Is the Apple Vision Pro headset a real-life Black Mirror?
- Apple announced its first mixed reality headset, Vision Pro, that will be available early next year.
- Apple also announced iOS17, the latest version of its iPhone operating system.
The talk of the town this week is Apple’s WWDC23, an annual information technology conference held by Apple Inc. Of course, the main highlight that has grabbed everyone’s attention is its first mixed reality headset called the Vision Pro, priced at US$3,499.
With a design reminiscent of scuba gear, the mixed reality headset is set to be released early next year. The Vision Pro combines virtual reality and augmented reality, offering a blend of digital images overlaid onto the real world. Notably, the headset’s design differs from similar products on the market, described by the BBC as more like ski goggles than a traditional virtual reality device.
The headset allows users to access apps, watch movies, and create documents within a virtual world. However, there is uncertainty about the demand for this type of wearable technology. Hartley Charlton, a senior editor at MacRumors, expressed skepticism about the headset’s appeal to the general public, citing its high price and initial limitations, such as a separate wired battery pack.
A bold bet on the headset market from Apple
Nonetheless, Apple has a history of overcoming skepticism and getting consumers to embrace new gadgets. CEO Tim Cook emphasized that the Vision Pro enables a seamless blend of the real and digital worlds, positioning it as Apple’s first product to be looked through rather than at. Cook views the launch as the beginning a journey toward what Apple calls “spatial computing,” predicting its future significance rivaling personal computing on Mac and the iPhone’s introduction of mobile computing.
The Vision Pro is controlled through hand gestures, eye movements, and voice commands, and is expected to offer users a unique and intuitive experience. Interestingly, its hefty price tag has surpassed analysts’ predictions and stands at nearly 12 times the cost of Meta’s Quest 2, which currently holds the title of the best-selling VR headset.
The Vision Pro represents a significant gamble for CEO Tim Cook, who succeeded Steve Jobs in 2011. Cook is widely recognized for his operational prowess, elevating Apple’s market value from around US$350 billion to nearly US$2.9 trillion. However, he has faced criticism for iterating on past ideas and delaying projects like the Apple Car.
This announcement follows Meta and Lenovo’s introduction of new iterations of their virtual reality headsets, which do not superimpose virtual objects onto the real world. Although Meta has also heavily invested in mixed reality, the sector faces challenges. According to the International Data Corporation, the headset market experienced a 54% drop in global sales last year.
Inside the Vision Pro experience
While Apple initially targeted the Vision Pro towards white-collar workers, positioning it as the “ultimate workspace,” the product surprised analysts by also appealing to business users. Apple demonstrated the headset’s capabilities for viewing photos, videos, reading documents, and web browsing. Notably, the demonstrations focused on two-dimensional screens rather than Meta’s fully immersive three-dimensional virtual worlds.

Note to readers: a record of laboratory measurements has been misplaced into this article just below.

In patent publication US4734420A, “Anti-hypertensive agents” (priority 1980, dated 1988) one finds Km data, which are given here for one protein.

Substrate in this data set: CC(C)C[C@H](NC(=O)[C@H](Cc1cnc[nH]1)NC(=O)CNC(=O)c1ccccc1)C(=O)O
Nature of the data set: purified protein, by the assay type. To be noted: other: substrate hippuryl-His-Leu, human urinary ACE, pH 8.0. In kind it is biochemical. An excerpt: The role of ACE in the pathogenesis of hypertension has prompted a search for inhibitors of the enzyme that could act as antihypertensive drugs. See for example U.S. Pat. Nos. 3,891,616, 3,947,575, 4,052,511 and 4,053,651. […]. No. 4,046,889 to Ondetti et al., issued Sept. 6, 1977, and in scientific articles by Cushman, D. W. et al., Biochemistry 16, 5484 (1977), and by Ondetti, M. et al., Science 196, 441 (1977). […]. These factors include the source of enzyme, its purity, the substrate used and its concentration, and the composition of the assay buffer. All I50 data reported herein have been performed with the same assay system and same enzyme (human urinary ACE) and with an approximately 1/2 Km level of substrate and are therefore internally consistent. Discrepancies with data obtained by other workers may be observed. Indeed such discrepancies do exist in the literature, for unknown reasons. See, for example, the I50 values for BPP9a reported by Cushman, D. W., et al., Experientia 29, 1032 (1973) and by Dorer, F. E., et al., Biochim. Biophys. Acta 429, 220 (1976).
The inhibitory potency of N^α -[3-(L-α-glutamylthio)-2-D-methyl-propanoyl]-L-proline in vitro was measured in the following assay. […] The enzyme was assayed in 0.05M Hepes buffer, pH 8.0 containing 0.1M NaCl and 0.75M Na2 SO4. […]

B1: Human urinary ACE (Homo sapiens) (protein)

The Vision Pro features Apple’s first 3D camera, capturing moments with depth information and indicating recording status. It offers a dedicated mode for immersive video viewing on a virtual screen up to 100 feet wide. With support for over 100 Apple Arcade games, the Vision Pro can be paired with a PS5 or Xbox controller.
Source – Apple
At WWDC 2023, Apple also announced a partnership with Disney, promising enhanced viewing options and augmented reality experiences on the Vision Pro. Disney+ will be available on the headset upon launch.
To ensure security, the Vision Pro incorporates the Optic ID authentication system, using iris recognition for unlocking and signing in. Apple emphasizes encrypted and locally stored Optic ID data, with no sharing of gaze direction with third-party apps or websites.
Beyond the headset: iOS 17 unveils an array of exciting updates
In addition to the groundbreaking headset, Apple revealed updates for iOS 17 – such as Contact Posters, which let users create custom designs displayed during phone calls. They’re linked to the Contacts app, showing chosen images when interacting with others. Contact Posters are also used in NameDrop, which shares contact details via AirDrop. Even if you leave AirDrop range, files will still be sent online.
iOS 17 improves phone calls with real-time voicemail transcriptions and the ability to answer while someone leaves a message. FaceTime allows leaving messages, and Messages gains feature like inline replies and location tracking. The Check In feature shares location and battery status with a contact, sending alerts for arrival or route deviations.
A new Journal app prompts users to document their day based on recent phone interactions. Standby mode turns the iPhone into a smart display, offering widgets, clock designs, activities, and photo showcasing.
Autocorrect is enhanced with better accuracy and inline predictions. Siri activation is smoother, eliminating the need for “Hey” and repetition. The Photos app can recognize pets, simplifying image organization and search.
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